Examples of PayID scam messages received via Facebook Marketplace. The Conversation, <a href="http://creativecommons.org/licenses/by-sa/4.0/" rel="nofollow noopener" target="_blank" data-ylk="slk:CC BY-SA;elm:context_link;itc:0" class="link ">CC BY-SA</a>
Examples of PayID scam messages received via Facebook Marketplace. The Conversation, CC BY-SA

The offender will say they have made the payment, but it cannot be processed because you don’t have a suitable PayID account. You will be told you either need to “upgrade” the account and/or make an additional payment to release the funds.

The offender will then say they have paid the extra amount required and ask you to reimburse the additional funds they have spent. If you do transfer any money, it will go straight to the scammer and be lost.

As part of this, offenders will create text messages and emails that appear to be from PayID, confirming payments or advising of problems. Scarily, such messages may even appear in an existing SMS thread with your bank. You may think they are genuine, but they are fake, designed to deceive you into transferring money to the offender.


Read more: Scammers can slip fake texts into legitimate SMS threads. Will a government crackdown stop them?


How do I avoid a PayID scam?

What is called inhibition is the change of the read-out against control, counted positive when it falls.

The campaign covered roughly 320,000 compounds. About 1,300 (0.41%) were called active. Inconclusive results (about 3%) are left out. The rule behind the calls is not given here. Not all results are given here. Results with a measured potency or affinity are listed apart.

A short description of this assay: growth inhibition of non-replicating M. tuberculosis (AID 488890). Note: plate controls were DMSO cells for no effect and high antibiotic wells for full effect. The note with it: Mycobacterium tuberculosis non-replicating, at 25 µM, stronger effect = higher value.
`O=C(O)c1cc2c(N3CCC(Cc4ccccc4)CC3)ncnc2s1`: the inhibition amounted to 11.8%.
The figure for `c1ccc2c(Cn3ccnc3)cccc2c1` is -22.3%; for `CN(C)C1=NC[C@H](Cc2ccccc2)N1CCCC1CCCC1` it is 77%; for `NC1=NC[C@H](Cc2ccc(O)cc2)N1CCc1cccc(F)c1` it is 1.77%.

There are several warning signs to look out for when selling goods online:

  • PayID is a free service. There are no costs associated with using it, and therefore no fees will ever need to be paid

  • PayID is administered through individual banks. PayID will never communicate directly with customers through texts, emails, or phone calls. Any correspondence which says it is “from PayID” is fake

  • a genuine buyer will usually inspect and collect any goods. A buyer who says they will send a family member or friend to collect the item is a red flag, especially if they are unwilling to pay in cash.

What to do if you have been scammed?

If you think you have been a victim of a PayID scam, you should contact your bank or financial institution immediately. The quicker you can do this, the better.

You can report any financial losses to ReportCyber, an online police reporting portal for cyber incidents.

You can also report the incident to Scamwatch to assist with education and awareness activities.

If you have had any of your personal information compromised, you can access support from IDCARE.

In 2023 so far, Australians have reported more than $32 million lost to buying and selling schemes, including the PayID scam. Stay vigilant when buying or selling goods online, and consult the Scamwatch website for details on other types of scams.


Read more: Being bombarded with delivery and post office text scams? Here's why — and what can be done


This article is republished from The Conversation is the world's leading publisher of research-based news and analysis. A unique collaboration between academics and journalists. It was written by: Cassandra Cross, Queensland University of Technology.

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Cassandra Cross has previously received funding from the Australian Institute of Criminology and the Cybersecurity Cooperative Research Centre.